||Royal Festival Hall London / Great Britain|
Cortege is Harrison Birtwistle's completely new reworking of the earlier work Ritual Fragment. The composer wanted to revise and correct the original, but soon discovered that his intentions went much further than a mere revision. What resulted is what you might call the final director’s cut of the piece.
Fourteen virtuoso instrumentalists arrange themselves into a semicircle and a number of them hand round from one to another a continuous, but changing solo line, many of the players thus exploring the roles of both soloist and accompanist within this one piece. A central position on the stage is reserved for whoever is carrying the solo at any one time, creating a fascinating drawn-out dance as players move to the front of the stage and then peregrinate around the outer semicircle as others fill the physical and musical space they have just vacated.
Such an original ritualised game in sound immediately suggests the pre-eminent hand of Sir Harrison Birtwistle, who has made such a specialisation of combining ritual, theatre and music through more than half a century of spectacular output. Cortege, written to celebrate the reopening of the Royal Festival Hall, is based on a previous piece, Ritual Fragment (1990) – will become a signature piece for the London Sinfonietta. This is only fitting: both pieces are dedicated to the memory of Michael Vyner, the tireless, visionary idealist who was the London Sinfonietta’s first Artistic Director and who died in 1989 at the age of 46. Those who knew Michael well will recognise much of him in Cortege: the restless and almost exotic intensity, the constant concern with talent, dedication and modernity; all these qualities will surely be present in conjuring his memory from the sounds of this world premiere.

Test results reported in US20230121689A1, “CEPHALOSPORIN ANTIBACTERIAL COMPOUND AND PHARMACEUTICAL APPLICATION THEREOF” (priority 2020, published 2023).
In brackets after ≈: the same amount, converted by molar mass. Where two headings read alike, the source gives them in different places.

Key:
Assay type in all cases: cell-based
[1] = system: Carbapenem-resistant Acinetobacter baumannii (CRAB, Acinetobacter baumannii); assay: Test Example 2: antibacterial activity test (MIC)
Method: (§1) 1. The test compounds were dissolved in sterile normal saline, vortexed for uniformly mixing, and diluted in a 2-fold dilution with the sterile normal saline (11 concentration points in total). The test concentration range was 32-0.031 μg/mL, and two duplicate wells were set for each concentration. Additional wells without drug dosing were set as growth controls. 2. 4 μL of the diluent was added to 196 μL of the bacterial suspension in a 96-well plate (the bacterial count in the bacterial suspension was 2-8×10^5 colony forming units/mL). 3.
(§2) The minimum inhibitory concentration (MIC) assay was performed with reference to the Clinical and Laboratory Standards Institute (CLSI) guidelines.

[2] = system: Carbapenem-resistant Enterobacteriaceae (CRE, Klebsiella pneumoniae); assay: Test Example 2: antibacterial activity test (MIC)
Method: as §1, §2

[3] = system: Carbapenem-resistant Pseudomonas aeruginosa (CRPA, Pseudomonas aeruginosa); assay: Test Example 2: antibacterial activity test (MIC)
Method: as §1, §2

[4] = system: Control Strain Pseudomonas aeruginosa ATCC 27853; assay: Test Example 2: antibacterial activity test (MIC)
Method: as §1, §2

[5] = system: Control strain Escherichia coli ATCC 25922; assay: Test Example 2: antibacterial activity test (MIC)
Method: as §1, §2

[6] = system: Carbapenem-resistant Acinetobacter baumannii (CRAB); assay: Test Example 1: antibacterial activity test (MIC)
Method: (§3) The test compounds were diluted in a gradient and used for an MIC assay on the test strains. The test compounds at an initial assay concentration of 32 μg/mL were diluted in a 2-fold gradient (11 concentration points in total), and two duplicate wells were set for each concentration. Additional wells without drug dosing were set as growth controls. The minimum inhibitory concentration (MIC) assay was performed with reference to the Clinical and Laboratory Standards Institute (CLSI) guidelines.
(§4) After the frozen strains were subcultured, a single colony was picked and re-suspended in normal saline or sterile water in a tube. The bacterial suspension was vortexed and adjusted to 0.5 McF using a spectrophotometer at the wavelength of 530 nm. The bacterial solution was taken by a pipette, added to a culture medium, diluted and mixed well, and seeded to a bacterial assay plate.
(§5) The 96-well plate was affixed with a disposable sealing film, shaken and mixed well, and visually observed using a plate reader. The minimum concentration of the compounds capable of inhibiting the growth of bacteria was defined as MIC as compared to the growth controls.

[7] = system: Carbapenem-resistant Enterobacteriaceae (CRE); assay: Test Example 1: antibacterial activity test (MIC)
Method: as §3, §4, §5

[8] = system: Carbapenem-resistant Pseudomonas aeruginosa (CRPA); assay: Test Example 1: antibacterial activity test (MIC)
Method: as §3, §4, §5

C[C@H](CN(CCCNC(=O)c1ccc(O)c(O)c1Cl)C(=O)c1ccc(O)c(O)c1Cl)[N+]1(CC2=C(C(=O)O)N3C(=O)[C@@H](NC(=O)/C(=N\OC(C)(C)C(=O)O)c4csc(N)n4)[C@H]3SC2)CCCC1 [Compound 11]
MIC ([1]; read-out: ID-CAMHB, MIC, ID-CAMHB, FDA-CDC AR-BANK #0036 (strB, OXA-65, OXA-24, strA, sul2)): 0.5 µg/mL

“There was a trumpeter whose solo was like a fight for life, a violinist pressingly keen to have her say, a nimble oboist and other idiosyncratic, rivalrous individuals locked into this musical power struggle. I liked the witty persistence of the piece and its theatricality.”
(Kate Kellaway, The Observer)
“If the first version had smouldering power, it's now more of a bonfire.”
(Michael Church, The Independent.)
View the full study score
Location: Muth, Wien (A), Orchestra: die reihe, Conductor: Alexander Drcar
5 Ensembles that have played this work: